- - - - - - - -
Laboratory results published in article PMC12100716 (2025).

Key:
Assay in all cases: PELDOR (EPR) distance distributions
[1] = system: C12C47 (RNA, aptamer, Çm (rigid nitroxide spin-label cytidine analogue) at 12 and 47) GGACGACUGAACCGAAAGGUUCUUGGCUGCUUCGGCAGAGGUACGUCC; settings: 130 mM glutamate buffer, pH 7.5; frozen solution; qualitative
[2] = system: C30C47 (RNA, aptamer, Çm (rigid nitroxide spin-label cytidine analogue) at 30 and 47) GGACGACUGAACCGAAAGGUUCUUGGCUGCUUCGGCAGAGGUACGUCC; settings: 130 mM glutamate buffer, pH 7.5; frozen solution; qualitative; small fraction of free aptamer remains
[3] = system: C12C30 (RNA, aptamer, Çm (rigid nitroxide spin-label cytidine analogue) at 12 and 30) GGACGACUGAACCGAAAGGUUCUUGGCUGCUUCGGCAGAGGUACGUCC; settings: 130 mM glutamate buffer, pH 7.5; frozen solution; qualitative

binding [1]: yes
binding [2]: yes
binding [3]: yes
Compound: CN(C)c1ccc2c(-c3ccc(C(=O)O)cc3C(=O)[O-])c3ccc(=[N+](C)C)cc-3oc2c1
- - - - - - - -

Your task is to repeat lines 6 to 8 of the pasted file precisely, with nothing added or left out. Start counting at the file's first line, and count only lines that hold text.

[3] = system: C12C30 (RNA, aptamer, Çm (rigid nitroxide spin-label cytidine analogue) at 12 and 30) GGACGACUGAACCGAAAGGUUCUUGGCUGCUUCGGCAGAGGUACGUCC; settings: 130 mM glutamate buffer, pH 7.5; frozen solution; qualitative

binding [1]: yes
binding [2]: yes